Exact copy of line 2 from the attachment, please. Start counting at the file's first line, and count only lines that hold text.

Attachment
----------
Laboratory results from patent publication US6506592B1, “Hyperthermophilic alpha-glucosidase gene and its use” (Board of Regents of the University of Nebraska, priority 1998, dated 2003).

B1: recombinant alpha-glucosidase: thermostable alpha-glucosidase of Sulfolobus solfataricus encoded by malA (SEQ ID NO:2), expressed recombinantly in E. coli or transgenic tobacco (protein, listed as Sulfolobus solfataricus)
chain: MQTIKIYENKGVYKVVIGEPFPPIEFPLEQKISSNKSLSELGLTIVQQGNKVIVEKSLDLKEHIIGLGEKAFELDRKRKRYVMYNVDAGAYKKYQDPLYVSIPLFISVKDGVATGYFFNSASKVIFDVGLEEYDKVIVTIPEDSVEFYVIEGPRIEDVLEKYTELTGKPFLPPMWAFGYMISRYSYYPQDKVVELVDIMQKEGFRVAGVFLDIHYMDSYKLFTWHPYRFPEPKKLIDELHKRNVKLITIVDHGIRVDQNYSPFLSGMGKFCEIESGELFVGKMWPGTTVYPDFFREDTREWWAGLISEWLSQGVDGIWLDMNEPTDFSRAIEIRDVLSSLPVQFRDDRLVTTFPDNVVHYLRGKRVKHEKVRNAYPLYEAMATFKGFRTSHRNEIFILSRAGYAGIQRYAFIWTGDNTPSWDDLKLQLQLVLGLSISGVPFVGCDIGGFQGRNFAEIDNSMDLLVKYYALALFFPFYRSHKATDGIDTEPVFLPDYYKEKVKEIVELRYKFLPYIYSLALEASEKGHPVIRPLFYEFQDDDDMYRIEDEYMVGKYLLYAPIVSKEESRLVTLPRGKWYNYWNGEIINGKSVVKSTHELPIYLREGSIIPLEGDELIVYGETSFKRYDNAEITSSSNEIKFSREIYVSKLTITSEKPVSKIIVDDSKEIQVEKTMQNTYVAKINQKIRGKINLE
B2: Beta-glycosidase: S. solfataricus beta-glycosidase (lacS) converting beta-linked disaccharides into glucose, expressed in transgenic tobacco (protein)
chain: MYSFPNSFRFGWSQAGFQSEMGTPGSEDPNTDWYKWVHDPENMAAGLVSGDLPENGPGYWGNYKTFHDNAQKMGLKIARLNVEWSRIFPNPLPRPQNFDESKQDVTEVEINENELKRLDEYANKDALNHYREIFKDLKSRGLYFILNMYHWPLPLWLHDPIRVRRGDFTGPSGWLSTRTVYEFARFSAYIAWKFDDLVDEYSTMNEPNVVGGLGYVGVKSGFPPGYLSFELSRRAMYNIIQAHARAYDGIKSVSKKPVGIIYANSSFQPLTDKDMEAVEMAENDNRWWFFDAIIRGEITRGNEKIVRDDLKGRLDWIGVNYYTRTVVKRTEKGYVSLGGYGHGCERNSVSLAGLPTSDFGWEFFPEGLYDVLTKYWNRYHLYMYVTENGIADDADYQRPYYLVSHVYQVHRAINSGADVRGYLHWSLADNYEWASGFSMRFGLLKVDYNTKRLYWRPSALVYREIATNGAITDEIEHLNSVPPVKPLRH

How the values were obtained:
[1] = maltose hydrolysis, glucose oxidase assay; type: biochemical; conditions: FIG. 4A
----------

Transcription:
B1: recombinant alpha-glucosidase: thermostable alpha-glucosidase of Sulfolobus solfataricus encoded by malA (SEQ ID NO:2), expressed recombinantly in E. coli or transgenic tobacco (protein, listed as Sulfolobus solfataricus)